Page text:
As our readers know from our investigation into Hainan Xiandun Technology Development Company, the Intrusion Truth team have become quite adept at spotting a fishy front company when we see one.
Typically, these are ‘companies’ with a generic-sounding ‘technology’ name and a minimal online presence. They often post adverts on university websites looking for graduates with offensive cyber skills and, very importantly, foreign language expertise. The language of the adverts is vague, and often recycled from other, similar adverts posted online. The front companies provide contact details which just don’t seem to add up – such as numbers shared by other businesses. So, when we began investigating Wuhan Xiaoruizhi Science and Technology Company, it soon became clear that we were onto a winner.
We started with a 2017 job advert posted by the School of Computer and Information Engineering, Hubei University.
A further search of Wuhan Xiaoruizhi reveals another advert posted on a university jobs site – the College of Foreign Languages at Huazhong Agricultural University. This time, Xiaoruizhi is looking for English majors to become analysts who will be responsible for ‘information collection, processing and text editing’ in Chinese and English.
Xiaoruizhi gives us an introduction to the company, which is committed to providing ‘information processing, industry research and big data analysis’ for customers, which include ‘relevant government departments’. We also get to know more about the company’s ‘ethical research and consulting team’, ‘win-win approach’ and its ‘concept of integrity-based innovation’. Only the company isn’t that innovative – nor does it have much integrity: such wording appears to be a word-for word copy of a description from another company’s job advert in Shenzhen. Shenzhen Prothinker Consulting.
So what is it about Shenzhen Prothinker Consulting that got Wuhan Xiaoruizhi so inspired? Well, funnily enough, Shenzhen Prothinker was also on the lookout for English speakers with interests in politics, and graduates with computer-related majors. Hmm. Unfortunately, the website for Prothinker is now defunct. However, there is still some information out there on Baidu about the company. The legal representative of Shenzhen Prothinker was a Huang Ruohang, and the address for the company is listed as Room 2511, 25th Floor, Oriental Science and Technology Building, Science and Technology Park, Yuehai Street, Nanshan District, Shenzhen.
A search for “Huang Ruohang” (Chinese characters given below) showed that Huang Ruohang was also listed as the executive director for Shenzhen Zhongan Domain Technology Company. And as ‘coincidences’ would have it, Shenzhen Zhongan Domain Technology Company was also once located on the 25th Floor of the Oriental Science and Technology Building in Nanshan District Shenzhen.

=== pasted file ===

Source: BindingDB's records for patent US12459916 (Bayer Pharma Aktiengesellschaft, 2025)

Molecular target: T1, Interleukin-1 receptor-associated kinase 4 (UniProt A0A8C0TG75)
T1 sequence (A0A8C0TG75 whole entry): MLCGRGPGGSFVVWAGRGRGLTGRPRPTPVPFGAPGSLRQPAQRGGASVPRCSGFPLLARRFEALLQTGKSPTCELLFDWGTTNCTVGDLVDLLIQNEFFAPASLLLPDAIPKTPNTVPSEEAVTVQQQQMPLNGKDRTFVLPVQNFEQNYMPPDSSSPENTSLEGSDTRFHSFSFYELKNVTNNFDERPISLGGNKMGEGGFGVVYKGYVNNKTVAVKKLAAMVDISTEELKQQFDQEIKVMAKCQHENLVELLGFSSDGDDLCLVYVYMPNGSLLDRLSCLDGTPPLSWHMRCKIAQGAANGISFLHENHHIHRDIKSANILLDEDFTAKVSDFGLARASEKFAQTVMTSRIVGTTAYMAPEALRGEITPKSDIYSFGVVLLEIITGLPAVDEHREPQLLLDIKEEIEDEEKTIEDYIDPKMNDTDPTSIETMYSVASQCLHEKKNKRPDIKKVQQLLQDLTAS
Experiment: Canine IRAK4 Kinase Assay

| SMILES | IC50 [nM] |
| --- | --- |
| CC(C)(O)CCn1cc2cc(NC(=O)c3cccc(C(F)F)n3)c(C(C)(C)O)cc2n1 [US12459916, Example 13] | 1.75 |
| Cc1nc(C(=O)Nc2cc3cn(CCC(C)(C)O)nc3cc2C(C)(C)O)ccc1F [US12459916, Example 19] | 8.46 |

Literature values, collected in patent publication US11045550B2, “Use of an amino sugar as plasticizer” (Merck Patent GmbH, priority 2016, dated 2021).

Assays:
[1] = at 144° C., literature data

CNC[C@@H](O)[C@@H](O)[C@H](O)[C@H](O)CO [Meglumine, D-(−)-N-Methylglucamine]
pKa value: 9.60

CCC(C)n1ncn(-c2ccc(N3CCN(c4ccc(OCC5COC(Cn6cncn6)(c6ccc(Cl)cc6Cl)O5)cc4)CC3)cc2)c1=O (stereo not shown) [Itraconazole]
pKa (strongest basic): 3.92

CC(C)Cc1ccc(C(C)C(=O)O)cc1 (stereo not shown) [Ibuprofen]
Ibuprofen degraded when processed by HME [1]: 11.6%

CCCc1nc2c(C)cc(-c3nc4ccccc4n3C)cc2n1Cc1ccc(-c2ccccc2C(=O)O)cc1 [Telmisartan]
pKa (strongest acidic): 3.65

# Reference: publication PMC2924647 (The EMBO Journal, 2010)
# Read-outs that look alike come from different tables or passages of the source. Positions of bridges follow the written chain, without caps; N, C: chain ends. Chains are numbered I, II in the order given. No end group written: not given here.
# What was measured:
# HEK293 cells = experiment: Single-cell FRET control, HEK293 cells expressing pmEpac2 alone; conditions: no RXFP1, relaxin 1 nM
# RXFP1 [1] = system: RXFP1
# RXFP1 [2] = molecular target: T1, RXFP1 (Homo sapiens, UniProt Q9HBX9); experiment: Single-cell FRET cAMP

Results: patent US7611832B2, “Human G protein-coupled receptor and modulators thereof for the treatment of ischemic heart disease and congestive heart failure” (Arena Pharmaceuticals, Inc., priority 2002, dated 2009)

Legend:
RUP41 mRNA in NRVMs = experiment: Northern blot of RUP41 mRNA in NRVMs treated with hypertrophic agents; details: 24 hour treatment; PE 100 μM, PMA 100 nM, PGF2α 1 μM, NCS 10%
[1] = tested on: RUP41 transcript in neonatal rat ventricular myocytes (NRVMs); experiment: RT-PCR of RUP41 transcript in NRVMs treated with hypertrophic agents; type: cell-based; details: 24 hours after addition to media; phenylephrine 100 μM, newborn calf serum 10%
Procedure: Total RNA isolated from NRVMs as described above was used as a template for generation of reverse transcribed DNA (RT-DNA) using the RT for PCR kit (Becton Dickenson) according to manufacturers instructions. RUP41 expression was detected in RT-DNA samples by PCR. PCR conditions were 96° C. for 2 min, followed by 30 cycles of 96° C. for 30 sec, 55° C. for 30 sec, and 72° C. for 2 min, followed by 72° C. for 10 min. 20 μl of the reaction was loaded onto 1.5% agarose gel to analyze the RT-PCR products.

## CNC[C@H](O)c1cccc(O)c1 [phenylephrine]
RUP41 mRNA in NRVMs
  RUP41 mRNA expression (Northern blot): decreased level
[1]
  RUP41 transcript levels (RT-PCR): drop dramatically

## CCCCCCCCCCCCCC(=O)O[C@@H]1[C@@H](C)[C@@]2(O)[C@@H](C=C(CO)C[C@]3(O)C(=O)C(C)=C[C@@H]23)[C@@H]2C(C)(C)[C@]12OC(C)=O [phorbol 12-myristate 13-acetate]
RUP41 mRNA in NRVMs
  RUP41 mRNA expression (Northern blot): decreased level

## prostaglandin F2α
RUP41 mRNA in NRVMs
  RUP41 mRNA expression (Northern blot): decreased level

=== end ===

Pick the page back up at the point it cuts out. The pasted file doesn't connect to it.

Shenzhen Zhongan Domain Technology Company appears to be also known, according to its branding, as ZIONSEC. ZIONSEC describes itself as providing ‘advanced solutions for national security issues such as national defense and intelligence’ to ‘help the dream of a powerful country’.
Let’s park the shenanigans in Shenzhen for now and return to Wuhan. Who actually works at the Xiaoruizhi Science and Technology Company and what do they do? Unfortunately, this technology company doesn’t have its own website, but we do have the name of the manager, Deng Zhiyong.
Deng is an interesting character. Aside from holding official titles at no less than three (!) government-affiliated organizations, (Director of the Foreign Exchange Center, Ministry of Science and Technology China; Director of the Hubei Wuhan China/Russian Technologic Cooperation Center; Chief of Department of Steelworks Management Administration, Dongxi, Wuhan) our friend Deng also seems to have a thing for Russian lasers.
We will return to this in a later article. It’s a wild ride.
A phone number which seems to be linked to Mr. Deng also seems to be used by both a construction company and a ‘business information consulting company’. Quite the diverse business empire.
So, to summarize, we have a sketchy-looking company in Wuhan looking for vulnerability-miners and foreign language experts and linked to a phone number shared between many businesses. Lacking some imagination, the company decides to borrow language used by another sketchy-looking company in Shenzhen, which in turn appears to have some quite considerable overlap with an info-sec company dedicated to national defense and intelligence work. We also have government clients, a CEO with official PRC government titles, and a bonus link to a shifty hacking school.
You know the drill by now. If it walks like a duck and quacks like a duck…. (should we get that printed on merch?).
Beyond this, Wuhan Xiaoruizhi hasn’t given us much to go on. So, it was time to take our search to the dark web.
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